Singin' and Swingin' and Gettin' Merry Like Christmas Analysis

Maya Angelou

Form and Content

(Critical Edition of Young Adult Fiction)

Maya Angelou’s Singin’ and Swingin’ and Gettin’ Merry Like Christmas is a twenty-nine-chapter autobiography that sketches the author’s early traumatic youth growing up in Stamps, Arkansas, where she was raped at the age of seven and then stopped talking for several years. Because detailed information about her childhood and young adulthood is covered in her earlier autobiographies, I Know Why the Caged Bird Sings (1970) and Gather Together in My Name (1974), the focus of Singin’ and Swingin’ and Gettin’ Merry Like Christmas is from the late 1940’s to the mid-1950’s. During these years, Angelou concentrated on the singing and acting aspects of her career—as a sales clerk at a San Francisco record store, a showgirl imitating Cleopatra at the Garden of Allah, and a nightclub singer calling herself “Rita—The Cuban Bombshell.” These humble beginnings led to employment at the Mars Club in Paris and a chorus part in the Broadway musical Porgy and Bess. Angelou chronicles her travels throughout Canada and Europe, describing her tour with this company.

Although the book is divided into chapters, Angelou arranges her material much like a series of diary entries. She often presents characters and situations that are abandoned until much later in the book, if they are returned to at all. Through her ability to laugh at herself and the world around her, she is a reliable narrator, yet her anger...

(The entire section is 462 words.)

Singin' and Swingin' and Gettin' Merry like Christmas

(Literary Masterpieces, Volume 19)

The third volume of Maya Angelou’s autobiography continues many of the themes and the exuberant writing found in the first two, I Know Why the Caged Bird Sings (1969) and Gather Together in My Name (1974). So remarkable is her tale and so arrestingly is it presented that Angelou has actually become more famous since writing her autobiography—unlike those celebrities (especially sports or entertainment figures) whose already-achieved fame prompts them to engage in life-writing. Actress, dancer, producer, Angelou was little known to the white establishment until in 1969 I Know Why the Caged Bird Sings showed her to be an important new writer. Since that time she has published two more volumes of her autobiography and two books of poetry, written several plays, adapted several more, and worked in television as well as in opera and on Broadway. She recently appeared in the production of Roots for television and has been an interviewer on the public television series, Assignment America.

But it is her prose reminiscences of her early life that have established her place in American life and letters: I Know Why the Caged Bird Sings has become a classic of the “development genre” of the adolescent’s education and search for identity, in the great tradition of A Portrait of the Artist as a Young Man, Huckleberry Finn, Black Boy, and The Catcher in the Rye. The work tells of its protagonist’s childhood and adolescence in rural Stamps, Arkansas; St. Louis; and San Francisco, in the 1930’s and 1940’s. Reared successively by an awesomely religious grandmother (on her father’s side) and then by her strong, beautiful mother, Angelou resonantly describes the black rural South during the Depression, the wealthier black sections of St. Louis, and the ghettos of San Francisco during World War II, as well as her own education (which included being raped by her stepfather at age eight). The book ends with the birth of her illegitimate son when she is sixteen. Gather Together in My Name continues the saga as Maya and Clyde eke out an existence; Maya works variously as a cook, a prostitute, and a madam, and learns about the horrors of heroin in the black community.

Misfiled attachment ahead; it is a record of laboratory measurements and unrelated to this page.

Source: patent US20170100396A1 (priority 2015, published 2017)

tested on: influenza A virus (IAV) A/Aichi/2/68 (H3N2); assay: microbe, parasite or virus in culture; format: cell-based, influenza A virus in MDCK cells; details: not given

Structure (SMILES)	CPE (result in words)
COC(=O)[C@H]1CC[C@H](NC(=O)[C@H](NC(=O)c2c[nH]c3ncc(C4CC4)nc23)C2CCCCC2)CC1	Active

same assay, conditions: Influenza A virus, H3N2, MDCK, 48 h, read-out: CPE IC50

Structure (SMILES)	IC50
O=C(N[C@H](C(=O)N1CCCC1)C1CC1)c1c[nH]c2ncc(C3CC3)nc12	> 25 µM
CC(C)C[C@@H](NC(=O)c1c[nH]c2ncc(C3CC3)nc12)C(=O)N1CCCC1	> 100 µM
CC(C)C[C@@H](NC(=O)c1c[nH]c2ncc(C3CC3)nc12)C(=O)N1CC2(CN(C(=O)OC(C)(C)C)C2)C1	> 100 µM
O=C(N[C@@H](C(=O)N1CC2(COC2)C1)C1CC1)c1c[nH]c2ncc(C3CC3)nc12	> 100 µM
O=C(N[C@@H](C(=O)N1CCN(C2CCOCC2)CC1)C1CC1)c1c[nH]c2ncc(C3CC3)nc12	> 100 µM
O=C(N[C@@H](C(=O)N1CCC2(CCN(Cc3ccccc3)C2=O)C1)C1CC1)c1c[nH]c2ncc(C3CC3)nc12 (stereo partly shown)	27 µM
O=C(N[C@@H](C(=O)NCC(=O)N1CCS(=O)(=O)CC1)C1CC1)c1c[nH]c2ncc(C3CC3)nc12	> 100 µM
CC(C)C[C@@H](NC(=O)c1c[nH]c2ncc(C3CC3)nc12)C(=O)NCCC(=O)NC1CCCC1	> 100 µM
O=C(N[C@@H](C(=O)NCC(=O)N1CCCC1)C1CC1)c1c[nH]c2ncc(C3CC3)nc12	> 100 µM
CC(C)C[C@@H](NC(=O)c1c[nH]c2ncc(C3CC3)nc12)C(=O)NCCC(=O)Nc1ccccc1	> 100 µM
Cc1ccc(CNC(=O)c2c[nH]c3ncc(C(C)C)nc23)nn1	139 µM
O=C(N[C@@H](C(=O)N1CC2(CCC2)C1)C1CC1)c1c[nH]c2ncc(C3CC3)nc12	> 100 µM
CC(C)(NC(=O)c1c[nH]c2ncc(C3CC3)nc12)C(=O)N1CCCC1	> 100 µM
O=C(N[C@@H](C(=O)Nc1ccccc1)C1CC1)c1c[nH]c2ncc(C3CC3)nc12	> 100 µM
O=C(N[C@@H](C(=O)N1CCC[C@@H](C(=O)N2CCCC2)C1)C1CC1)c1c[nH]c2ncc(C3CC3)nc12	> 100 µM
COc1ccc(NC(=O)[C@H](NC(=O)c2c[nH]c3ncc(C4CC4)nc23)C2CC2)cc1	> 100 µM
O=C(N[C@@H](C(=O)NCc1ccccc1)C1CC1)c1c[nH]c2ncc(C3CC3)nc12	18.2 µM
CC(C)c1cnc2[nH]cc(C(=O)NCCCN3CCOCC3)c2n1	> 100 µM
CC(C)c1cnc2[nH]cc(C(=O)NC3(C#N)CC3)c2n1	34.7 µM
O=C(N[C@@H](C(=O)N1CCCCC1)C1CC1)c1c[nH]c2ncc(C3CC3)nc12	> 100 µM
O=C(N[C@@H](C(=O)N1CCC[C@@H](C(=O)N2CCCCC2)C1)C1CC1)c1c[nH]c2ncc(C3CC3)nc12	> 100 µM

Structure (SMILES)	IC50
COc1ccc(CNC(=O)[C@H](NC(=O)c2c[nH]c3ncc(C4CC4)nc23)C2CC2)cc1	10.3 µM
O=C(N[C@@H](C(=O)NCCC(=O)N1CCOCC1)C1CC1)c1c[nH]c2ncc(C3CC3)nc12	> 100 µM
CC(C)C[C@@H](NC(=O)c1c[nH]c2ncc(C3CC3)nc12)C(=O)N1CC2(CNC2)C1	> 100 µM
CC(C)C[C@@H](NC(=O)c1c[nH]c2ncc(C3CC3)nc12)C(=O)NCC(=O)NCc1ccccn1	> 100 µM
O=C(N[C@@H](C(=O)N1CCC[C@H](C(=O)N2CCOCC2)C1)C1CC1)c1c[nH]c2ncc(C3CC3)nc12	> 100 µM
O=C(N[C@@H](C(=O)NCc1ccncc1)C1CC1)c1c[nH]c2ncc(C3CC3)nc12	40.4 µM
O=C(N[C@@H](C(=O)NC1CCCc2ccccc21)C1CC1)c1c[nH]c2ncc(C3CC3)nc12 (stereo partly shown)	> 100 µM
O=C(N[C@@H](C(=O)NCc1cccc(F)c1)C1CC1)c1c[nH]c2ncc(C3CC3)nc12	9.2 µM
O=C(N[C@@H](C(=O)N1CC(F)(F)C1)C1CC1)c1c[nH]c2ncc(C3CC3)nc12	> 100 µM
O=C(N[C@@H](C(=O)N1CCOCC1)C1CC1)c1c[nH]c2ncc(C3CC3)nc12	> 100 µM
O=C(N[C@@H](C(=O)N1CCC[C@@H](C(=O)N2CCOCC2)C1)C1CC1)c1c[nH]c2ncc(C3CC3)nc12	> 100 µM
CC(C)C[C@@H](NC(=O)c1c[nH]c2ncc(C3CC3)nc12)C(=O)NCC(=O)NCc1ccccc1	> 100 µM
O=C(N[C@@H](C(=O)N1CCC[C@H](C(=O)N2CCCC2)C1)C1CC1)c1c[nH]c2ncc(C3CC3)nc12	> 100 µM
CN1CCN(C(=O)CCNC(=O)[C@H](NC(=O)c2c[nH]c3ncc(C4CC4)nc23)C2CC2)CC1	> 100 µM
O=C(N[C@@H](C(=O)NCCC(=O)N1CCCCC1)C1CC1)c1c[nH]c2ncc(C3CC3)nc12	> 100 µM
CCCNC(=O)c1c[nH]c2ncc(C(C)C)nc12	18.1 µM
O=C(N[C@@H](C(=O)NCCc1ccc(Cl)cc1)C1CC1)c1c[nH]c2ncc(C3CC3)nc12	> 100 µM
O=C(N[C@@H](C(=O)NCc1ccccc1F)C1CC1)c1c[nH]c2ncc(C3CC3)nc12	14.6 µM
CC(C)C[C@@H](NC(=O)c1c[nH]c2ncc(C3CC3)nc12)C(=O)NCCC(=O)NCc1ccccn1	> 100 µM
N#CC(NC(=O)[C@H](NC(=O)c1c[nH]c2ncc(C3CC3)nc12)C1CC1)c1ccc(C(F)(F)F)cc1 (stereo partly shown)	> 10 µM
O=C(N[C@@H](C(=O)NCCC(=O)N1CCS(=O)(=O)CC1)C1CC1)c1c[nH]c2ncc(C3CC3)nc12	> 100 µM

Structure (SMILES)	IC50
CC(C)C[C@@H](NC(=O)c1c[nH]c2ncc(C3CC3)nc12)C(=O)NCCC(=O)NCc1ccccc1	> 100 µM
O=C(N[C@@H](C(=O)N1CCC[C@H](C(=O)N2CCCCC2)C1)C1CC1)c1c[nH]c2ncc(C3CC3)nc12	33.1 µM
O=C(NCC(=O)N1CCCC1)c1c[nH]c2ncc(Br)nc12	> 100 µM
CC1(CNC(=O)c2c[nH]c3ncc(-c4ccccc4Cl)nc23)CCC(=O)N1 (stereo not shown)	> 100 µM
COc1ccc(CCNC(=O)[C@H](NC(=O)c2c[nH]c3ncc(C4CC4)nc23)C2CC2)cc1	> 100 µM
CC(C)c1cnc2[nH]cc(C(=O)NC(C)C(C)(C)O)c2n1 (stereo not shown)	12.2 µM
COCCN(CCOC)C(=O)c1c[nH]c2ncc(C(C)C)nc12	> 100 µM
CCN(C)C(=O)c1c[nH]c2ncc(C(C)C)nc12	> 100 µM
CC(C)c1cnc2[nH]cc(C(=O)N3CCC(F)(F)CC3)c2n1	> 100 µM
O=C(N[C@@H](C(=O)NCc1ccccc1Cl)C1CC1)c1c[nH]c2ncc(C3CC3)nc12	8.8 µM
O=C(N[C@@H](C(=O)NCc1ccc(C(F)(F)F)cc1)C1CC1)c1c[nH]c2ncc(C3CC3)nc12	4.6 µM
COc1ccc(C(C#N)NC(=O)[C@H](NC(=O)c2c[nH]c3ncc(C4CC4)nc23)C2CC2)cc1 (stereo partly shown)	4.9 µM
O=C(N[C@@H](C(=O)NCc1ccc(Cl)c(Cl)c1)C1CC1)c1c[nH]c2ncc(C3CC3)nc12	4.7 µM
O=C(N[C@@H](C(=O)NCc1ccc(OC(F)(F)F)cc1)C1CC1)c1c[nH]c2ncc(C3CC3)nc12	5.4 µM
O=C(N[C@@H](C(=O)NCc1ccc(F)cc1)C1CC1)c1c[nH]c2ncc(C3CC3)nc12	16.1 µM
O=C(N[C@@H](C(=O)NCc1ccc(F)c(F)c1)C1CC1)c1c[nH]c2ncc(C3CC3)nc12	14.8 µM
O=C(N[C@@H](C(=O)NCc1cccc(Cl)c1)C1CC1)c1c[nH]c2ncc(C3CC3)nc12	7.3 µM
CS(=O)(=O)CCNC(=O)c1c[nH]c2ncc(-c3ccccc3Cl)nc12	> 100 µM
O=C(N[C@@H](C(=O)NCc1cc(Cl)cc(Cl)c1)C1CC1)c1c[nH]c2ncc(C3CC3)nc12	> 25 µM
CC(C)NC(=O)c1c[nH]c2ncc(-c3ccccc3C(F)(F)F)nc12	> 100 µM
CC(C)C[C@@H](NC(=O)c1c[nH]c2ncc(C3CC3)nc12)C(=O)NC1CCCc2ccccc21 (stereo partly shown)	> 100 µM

Running through the first two volumes of her autobiography are two parallel but sometimes contrasting themes of Angelou’s life: the black gospel tradition instilled by her upbringing in the CME Church and personified by her grandmother (“Momma”); and the black blues or urban street tradition derived from the city eduation she gains in the Midwest and West and personified by her mother. These motifs recur in Singin’ and Swingin’ and Gettin’ Merry like Christmas. Although Angelou’s grandmother does not appear in person in this volume and dies while Angelou is hospitalized for appendicitis, her memory and influence are pervasive. When her young son Clyde is embarrassed at the ranting of a street preacher, Angelou realizes guiltily that the black religious tradition so important in her own early years is not being carried on. She begins teaching Clyde Bible stories and later assuages her own longing by attending a black charismatic church in San Francisco.

These details suggest the tension between the religious motif and the blues motif, which occupies more space in this volume. It is this urban street tradition that Angelou usually turns to in continuing to work out her own identity. She cultivates the kind of special savvy that makes her suspicious of a job offer from a white woman in the record store; that ultimately causes the breakup of her marriage to Tosh the Greek; that makes her deal honestly with customers while the only black B-girl in a North Beach, San Francisco, strip joint; that lends poignancy to her adventures with black American exiles in Paris....

(The entire section is 1576 words.)


(Critical Edition of Young Adult Fiction)

Sources for Further Study

Booklist. LXXIII, September 15, 1976, p. 107.

Kirkus Reviews. XLIV, August 1, 1976, p. 864.

Library Journal. CI, September 1, 1976, p. 1763.

National Observer. XV, October 2, 1976, p. 21.

Publisher’s Weekly. CCX, August 9, 1976, p. 74.

Saturday Review. IV, October 30, 1976, p. 46.